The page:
MEXICO CITY – The new independent labor union at General Motors’ largest Mexican plant is seeking a 19.2 percent wage increase, citing surging inflation, and the U.S. carmaker has countered with an offer of 3.5 percent, the head of the union SINTTIA told Reuters.
GM would not confirm the percentage of its counter-offer but said its next meeting with the union is Thursday, where it hopes to reach a deal for the plant in the central city of Silao, forestalling a May 31 deadline for workers to strike.
The GM labor negotiations are a high-profile test case for a new trade deal’s goal of reducing the vast wage gap between U.S. workers and their Mexican counterparts.
SINTTIA’s proposal would boost wages at the plant that makes GM’s profitable Silverado and GMC Sierra pickups to as much as 135 pesos ($6.62) an hour, based on a copy of the most recent collective contract seen by Reuters.
That compares to the U.S. starting wage of $17.50 an hour, highlighting the kind of disparity that drove U.S. insistence on tougher labor rules in the United States-Mexico-Canada Agreement (USMCA), the 2020 trade pact that replaced NAFTA.
SINTTIA’s Secretary General, Alejandra Morales, called GM’s counter-offer “a slap in the face” at a time when workers are cutting back to cope with rising prices.
The first major talks held under the new trade deal could usher in similar demands at other companies in Mexico if SINTTIA lands a big raise. U.S. government officials who have long wanted to lessen the wage disparity with Mexico are closely watching.
SINTTIA, the Spanish acronym for the National Independent Union of Automotive Industry Workers, made its 19.2 percent proposal when talks started last month.
Morales said that on top of surging inflation, the salary increase was merited due to an uptick in production, years of lost purchasing power and the peso’s sliding value while GM’s profits are in stronger U.S. dollars.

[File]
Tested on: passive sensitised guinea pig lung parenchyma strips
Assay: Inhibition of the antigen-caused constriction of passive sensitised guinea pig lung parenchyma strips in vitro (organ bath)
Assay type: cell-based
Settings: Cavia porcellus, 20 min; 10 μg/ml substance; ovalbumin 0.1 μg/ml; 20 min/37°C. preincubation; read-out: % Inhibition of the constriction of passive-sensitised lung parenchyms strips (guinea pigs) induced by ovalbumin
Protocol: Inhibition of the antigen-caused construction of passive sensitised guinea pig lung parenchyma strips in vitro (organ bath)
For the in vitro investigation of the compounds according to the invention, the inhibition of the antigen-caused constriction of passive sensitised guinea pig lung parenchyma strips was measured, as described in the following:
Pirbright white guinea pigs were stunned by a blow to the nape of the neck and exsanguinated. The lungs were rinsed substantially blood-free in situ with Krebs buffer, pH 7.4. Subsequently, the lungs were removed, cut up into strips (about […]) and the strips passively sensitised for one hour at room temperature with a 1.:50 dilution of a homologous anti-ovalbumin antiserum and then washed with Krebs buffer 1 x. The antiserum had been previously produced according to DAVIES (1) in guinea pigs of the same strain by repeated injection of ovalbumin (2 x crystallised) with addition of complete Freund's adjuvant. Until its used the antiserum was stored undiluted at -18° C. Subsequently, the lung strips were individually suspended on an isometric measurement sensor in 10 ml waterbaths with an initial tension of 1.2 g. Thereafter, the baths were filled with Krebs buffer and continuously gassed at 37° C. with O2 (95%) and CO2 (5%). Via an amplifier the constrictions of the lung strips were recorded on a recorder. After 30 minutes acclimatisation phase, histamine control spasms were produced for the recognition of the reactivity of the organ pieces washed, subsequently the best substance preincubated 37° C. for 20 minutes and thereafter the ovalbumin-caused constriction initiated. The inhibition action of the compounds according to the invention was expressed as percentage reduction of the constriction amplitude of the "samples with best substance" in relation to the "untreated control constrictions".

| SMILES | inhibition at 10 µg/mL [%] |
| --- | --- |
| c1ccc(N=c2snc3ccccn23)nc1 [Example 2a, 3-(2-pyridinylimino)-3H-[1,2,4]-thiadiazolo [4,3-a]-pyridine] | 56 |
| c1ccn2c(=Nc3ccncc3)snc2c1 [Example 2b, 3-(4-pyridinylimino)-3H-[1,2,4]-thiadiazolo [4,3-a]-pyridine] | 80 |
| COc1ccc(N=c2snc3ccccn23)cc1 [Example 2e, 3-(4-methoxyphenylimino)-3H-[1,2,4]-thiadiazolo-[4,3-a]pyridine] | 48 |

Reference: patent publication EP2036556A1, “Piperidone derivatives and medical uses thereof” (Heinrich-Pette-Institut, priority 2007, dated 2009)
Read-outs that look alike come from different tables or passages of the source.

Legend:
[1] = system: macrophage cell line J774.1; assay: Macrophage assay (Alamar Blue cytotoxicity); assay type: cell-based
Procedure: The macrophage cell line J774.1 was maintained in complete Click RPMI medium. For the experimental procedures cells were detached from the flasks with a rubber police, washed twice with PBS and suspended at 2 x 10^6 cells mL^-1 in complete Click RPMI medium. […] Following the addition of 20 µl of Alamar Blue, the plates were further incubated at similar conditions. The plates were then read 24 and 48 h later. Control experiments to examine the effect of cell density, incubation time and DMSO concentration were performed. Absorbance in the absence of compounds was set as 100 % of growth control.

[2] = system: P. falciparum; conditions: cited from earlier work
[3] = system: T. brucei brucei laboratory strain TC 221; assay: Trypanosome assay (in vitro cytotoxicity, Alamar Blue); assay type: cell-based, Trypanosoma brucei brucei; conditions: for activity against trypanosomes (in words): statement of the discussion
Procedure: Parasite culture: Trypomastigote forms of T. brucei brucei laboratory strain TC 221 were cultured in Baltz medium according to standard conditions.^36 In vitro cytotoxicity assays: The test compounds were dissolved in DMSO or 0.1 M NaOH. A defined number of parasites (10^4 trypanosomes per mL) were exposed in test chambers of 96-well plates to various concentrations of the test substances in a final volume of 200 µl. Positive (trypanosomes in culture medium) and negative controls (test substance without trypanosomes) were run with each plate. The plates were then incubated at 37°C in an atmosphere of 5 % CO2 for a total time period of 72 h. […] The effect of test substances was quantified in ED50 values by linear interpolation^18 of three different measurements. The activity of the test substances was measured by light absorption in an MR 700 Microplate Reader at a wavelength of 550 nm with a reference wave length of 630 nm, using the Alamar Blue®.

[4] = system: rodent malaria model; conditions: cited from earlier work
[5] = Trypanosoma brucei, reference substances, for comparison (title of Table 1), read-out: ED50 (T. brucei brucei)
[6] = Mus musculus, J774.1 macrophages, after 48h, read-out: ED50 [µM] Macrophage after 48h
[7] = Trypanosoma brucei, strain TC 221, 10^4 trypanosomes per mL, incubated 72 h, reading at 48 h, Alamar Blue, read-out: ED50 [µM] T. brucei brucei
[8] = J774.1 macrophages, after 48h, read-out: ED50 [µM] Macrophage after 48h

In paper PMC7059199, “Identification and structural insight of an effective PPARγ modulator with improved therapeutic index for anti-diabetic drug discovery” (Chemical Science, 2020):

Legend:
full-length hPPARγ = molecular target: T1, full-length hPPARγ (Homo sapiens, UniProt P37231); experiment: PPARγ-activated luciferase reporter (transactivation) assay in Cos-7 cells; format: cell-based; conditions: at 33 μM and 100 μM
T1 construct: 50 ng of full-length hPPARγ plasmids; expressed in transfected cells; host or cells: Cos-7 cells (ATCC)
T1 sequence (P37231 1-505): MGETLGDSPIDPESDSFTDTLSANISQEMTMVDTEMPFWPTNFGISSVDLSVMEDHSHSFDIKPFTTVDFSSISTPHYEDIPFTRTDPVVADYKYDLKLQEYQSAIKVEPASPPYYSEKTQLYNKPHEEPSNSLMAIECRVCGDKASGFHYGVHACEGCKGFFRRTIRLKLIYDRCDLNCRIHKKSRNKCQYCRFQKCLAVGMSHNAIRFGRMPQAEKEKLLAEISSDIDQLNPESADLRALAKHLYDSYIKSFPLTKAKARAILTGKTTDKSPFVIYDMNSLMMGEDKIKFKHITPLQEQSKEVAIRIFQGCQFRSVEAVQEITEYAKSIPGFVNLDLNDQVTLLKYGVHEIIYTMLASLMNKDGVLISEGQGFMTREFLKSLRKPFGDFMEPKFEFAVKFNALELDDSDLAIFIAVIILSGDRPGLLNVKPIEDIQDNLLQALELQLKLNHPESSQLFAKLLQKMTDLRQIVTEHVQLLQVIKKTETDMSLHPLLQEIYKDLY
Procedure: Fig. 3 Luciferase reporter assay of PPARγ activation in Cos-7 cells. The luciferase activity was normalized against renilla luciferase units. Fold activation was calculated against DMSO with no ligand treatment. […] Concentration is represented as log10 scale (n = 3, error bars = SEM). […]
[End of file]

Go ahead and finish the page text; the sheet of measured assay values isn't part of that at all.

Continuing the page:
A 3.5 percent increase would be less than half of current inflation. Talks stalled April 12, and Thursday’s session will be mediated by federal labor officials.
The USMCA labor provisions were partially meant to help Mexican workers elect unions they feel will best fight for their interests, breaking the grip of business-friendly groups that operated behind workers’ backs for years as cheap labor lured companies to Mexico.
GM is under pressure to keep costs low as it faces off with the first new major independent Mexican union since the start of the new trade deal. A victory for the 6,300 workers in Silao could spur higher demands at its other Mexico sites and across the auto industry, experts say.
“That could be a game changer,” said Harley Shaiken, a labor scholar at the University of California at Berkeley.
A union dispute at the same GM plant last year prompted U.S. officials to lodge the first USMCA labor complaint, threatening tariffs on GM’s Silao pickups if the company did not guarantee worker rights.
Workers ended up ousting the massive union that had been in power for 25 years and elected SINTTIA, a fledgling group led by fellow workers and supported by international activists.